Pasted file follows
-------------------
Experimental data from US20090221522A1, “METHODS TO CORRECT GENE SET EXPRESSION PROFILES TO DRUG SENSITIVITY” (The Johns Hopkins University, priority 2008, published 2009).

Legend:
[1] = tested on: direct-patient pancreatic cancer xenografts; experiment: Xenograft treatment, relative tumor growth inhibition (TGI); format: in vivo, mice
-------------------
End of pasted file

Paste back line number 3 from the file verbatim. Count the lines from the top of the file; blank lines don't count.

[1] = tested on: direct-patient pancreatic cancer xenografts; experiment: Xenograft treatment, relative tumor growth inhibition (TGI); format: in vivo, mice